Andersonville ~ A Capsule Book Review by Allen Kopp
Andersonville, Mackinlay Kantor’s Pulitzer Prize novel, was first published in 1955. Though it is fiction, it is based largely on historical record, diaries, letters, witness accounts, etc. (At the end of the novel is a lengthy list of sources that the writer used.) Some of the characters in the book are real people, while others are fictional constructs.
The prison camp, Andersonville, was so-named because the nearest train station was the small town of Anderson. The camp was built in the state of Georgia by the Confederate Government of the Southern States to contain prisoners of war from the Northern States in the bloody conflict known as the War of the Southern Rebellion or the War Between the States.
The camp (also called the stockade) was ill-conceived, hastily built and inadequate in every way. As soon as it was opened to accept prisoners, it was poorly managed and inhumane. It was simply an enclosed area of about 27 acres with 15-foot walls, containing over thirty thousand prisoners of war (it was intended to hold half that many). There was no real shelter for the prisoners other than what they were able to devise on their own. They used old coats, quilts, parts of tents, or whatever they had on hand or could scrounge, to keep themselves out of the rain, the cold or the blazing Georgia sun. They were given barely enough food to sustain life and the food was of the poorest quality, not suitable for human consumption. No latrine or toilet facilities were provided, so there were over thirty thousand men using the swamp to relieve themselves. If the men got sick—and most of them did—they had no medicine and no treatment. Scurvy and malnutrition were rampant, as were diarrhea and a condition known as dropsy. Due to the filthy and unsanitary conditions, a small sore or an insect bite could turn into gangrene, and in just a few days the victim would be mortally ill. Worst of all, the military brass responsible for the running of the prison were callous and uncaring, if not downright cruel. The prevailing notion was that Yankees deserved to suffer and die because they were the enemy and were less than human.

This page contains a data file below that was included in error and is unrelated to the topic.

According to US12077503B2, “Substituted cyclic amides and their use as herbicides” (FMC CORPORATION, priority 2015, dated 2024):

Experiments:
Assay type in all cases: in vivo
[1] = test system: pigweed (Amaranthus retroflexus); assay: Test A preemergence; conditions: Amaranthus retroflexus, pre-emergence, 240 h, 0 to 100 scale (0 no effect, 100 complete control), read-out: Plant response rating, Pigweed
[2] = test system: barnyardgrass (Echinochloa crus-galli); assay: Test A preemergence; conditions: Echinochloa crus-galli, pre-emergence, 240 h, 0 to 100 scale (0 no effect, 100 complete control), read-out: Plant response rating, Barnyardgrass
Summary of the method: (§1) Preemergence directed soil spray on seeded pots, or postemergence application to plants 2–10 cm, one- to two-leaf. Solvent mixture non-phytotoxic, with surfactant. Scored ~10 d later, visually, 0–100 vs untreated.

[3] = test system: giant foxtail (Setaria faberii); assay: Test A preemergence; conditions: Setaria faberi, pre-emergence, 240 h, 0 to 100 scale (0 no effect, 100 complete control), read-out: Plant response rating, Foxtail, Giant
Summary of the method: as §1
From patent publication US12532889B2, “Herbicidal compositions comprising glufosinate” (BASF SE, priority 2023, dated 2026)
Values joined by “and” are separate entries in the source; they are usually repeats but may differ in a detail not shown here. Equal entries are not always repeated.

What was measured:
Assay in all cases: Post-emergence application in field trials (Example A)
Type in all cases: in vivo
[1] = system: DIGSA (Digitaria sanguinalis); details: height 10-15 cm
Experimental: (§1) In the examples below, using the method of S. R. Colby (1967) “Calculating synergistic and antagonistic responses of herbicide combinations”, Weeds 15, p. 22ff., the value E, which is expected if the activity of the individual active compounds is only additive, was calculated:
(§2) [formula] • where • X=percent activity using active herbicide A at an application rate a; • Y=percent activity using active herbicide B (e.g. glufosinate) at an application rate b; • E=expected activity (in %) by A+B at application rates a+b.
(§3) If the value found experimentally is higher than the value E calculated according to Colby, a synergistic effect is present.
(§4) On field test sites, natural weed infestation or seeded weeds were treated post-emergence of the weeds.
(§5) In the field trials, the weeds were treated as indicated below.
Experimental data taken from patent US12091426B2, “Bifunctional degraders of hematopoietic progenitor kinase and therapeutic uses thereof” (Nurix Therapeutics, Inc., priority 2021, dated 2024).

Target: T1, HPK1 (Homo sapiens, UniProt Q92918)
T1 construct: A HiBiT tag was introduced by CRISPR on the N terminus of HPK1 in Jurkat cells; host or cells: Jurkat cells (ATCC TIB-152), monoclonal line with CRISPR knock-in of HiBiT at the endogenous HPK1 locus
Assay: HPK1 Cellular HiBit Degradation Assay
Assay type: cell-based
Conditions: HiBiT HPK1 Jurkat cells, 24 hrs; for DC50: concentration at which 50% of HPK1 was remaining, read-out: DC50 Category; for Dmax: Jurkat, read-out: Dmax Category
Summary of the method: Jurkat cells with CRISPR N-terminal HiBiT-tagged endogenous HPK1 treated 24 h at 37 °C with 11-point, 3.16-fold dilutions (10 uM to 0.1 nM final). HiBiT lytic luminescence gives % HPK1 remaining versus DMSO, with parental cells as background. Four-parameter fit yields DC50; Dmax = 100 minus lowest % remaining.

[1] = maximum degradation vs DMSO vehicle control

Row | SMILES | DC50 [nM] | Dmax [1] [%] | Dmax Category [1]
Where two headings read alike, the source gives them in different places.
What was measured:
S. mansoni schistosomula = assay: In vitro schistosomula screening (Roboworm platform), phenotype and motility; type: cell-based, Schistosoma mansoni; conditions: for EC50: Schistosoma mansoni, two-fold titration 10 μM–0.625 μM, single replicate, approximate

The fictional plantation owner, Ira Claffey, and his family, represent the civilian view of Andersonville prison camp. Ira Claffey is a character we rarely see in fiction, a kind and benevolent slave owner who feeds his slaves well, takes care of their needs, and is concerned for their happiness and welfare. But the Claffeys pay a heavy price for the war, as so many people did; they lose three sons in battle and the mother, Ira Claffey’s wife, dies of grief.
There are other memorable characters, both inside and outside the prison. The Reverend Cato Dillard and his wife, Effie, take Christianity seriously and put it into practice whenever they can. Captain Henry Wirz is the Swiss-born officer who serves as the commandant of Andersonville. He is in constant pain from a war injury and seems temperamentally unsuited to his post. Providing much-needed comic relief is the widow Tebbs, a prostitute who conducts a thriving business in an outbuilding near her home that she calls “the crib,” and her brood of mismatched bastards (Coral, Floral, Zoral and Laurel), each with a different father. Coral is an embittered 18-year-old who returns home from battle minus a leg. Floral, a not-very-bright 14-year-old, longs to be a guard at the prison.
Andersonville is a long novel, 726 dense pages (a lot of words per page). It’s not difficult to read, except for its length. I wasn’t exactly getting tired of it before I finished it, but I was glad when I came to the end. If you have the time and determination to read it, you will find it a rewarding experience, not soon to be forgotten.
Copyright © 2021 by Allen Kopp